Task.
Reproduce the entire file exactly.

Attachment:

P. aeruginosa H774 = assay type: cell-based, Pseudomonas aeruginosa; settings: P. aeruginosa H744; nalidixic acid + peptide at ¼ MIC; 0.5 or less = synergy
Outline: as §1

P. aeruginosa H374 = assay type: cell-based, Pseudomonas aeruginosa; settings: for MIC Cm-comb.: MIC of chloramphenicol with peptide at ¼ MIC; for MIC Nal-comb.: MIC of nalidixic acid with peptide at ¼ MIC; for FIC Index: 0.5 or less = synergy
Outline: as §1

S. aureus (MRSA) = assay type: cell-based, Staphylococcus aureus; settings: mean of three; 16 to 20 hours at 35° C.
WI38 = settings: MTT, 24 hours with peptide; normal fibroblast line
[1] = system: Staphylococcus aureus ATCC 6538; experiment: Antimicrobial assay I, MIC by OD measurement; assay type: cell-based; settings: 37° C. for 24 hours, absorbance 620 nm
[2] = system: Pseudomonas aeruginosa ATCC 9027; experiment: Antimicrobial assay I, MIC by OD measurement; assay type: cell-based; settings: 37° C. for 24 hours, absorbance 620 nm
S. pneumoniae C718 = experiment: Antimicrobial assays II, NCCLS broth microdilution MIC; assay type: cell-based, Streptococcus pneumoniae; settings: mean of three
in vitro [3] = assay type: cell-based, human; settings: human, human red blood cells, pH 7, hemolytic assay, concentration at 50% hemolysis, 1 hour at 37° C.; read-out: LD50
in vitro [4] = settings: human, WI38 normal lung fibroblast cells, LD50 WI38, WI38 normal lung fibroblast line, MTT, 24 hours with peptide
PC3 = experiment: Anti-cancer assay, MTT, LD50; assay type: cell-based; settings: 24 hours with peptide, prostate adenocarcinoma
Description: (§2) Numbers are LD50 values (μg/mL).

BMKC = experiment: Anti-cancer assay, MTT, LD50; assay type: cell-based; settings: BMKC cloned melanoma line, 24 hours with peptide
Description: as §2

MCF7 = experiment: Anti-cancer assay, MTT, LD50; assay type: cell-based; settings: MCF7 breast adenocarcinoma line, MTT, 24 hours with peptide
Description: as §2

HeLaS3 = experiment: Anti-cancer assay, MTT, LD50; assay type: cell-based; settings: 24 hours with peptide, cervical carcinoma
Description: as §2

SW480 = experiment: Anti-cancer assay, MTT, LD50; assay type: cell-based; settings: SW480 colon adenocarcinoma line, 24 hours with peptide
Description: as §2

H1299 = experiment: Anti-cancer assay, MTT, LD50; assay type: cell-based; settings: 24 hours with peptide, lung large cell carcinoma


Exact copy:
P. aeruginosa H774 = assay type: cell-based, Pseudomonas aeruginosa; settings: P. aeruginosa H744; nalidixic acid + peptide at ¼ MIC; 0.5 or less = synergy
Outline: as §1

P. aeruginosa H374 = assay type: cell-based, Pseudomonas aeruginosa; settings: for MIC Cm-comb.: MIC of chloramphenicol with peptide at ¼ MIC; for MIC Nal-comb.: MIC of nalidixic acid with peptide at ¼ MIC; for FIC Index: 0.5 or less = synergy
Outline: as §1

S. aureus (MRSA) = assay type: cell-based, Staphylococcus aureus; settings: mean of three; 16 to 20 hours at 35° C.
WI38 = settings: MTT, 24 hours with peptide; normal fibroblast line
[1] = system: Staphylococcus aureus ATCC 6538; experiment: Antimicrobial assay I, MIC by OD measurement; assay type: cell-based; settings: 37° C. for 24 hours, absorbance 620 nm
[2] = system: Pseudomonas aeruginosa ATCC 9027; experiment: Antimicrobial assay I, MIC by OD measurement; assay type: cell-based; settings: 37° C. for 24 hours, absorbance 620 nm
S. pneumoniae C718 = experiment: Antimicrobial assays II, NCCLS broth microdilution MIC; assay type: cell-based, Streptococcus pneumoniae; settings: mean of three
in vitro [3] = assay type: cell-based, human; settings: human, human red blood cells, pH 7, hemolytic assay, concentration at 50% hemolysis, 1 hour at 37° C.; read-out: LD50
in vitro [4] = settings: human, WI38 normal lung fibroblast cells, LD50 WI38, WI38 normal lung fibroblast line, MTT, 24 hours with peptide
PC3 = experiment: Anti-cancer assay, MTT, LD50; assay type: cell-based; settings: 24 hours with peptide, prostate adenocarcinoma
Description: (§2) Numbers are LD50 values (μg/mL).

BMKC = experiment: Anti-cancer assay, MTT, LD50; assay type: cell-based; settings: BMKC cloned melanoma line, 24 hours with peptide
Description: as §2

MCF7 = experiment: Anti-cancer assay, MTT, LD50; assay type: cell-based; settings: MCF7 breast adenocarcinoma line, MTT, 24 hours with peptide
Description: as §2

HeLaS3 = experiment: Anti-cancer assay, MTT, LD50; assay type: cell-based; settings: 24 hours with peptide, cervical carcinoma
Description: as §2

SW480 = experiment: Anti-cancer assay, MTT, LD50; assay type: cell-based; settings: SW480 colon adenocarcinoma line, 24 hours with peptide
Description: as §2

H1299 = experiment: Anti-cancer assay, MTT, LD50; assay type: cell-based; settings: 24 hours with peptide, lung large cell carcinoma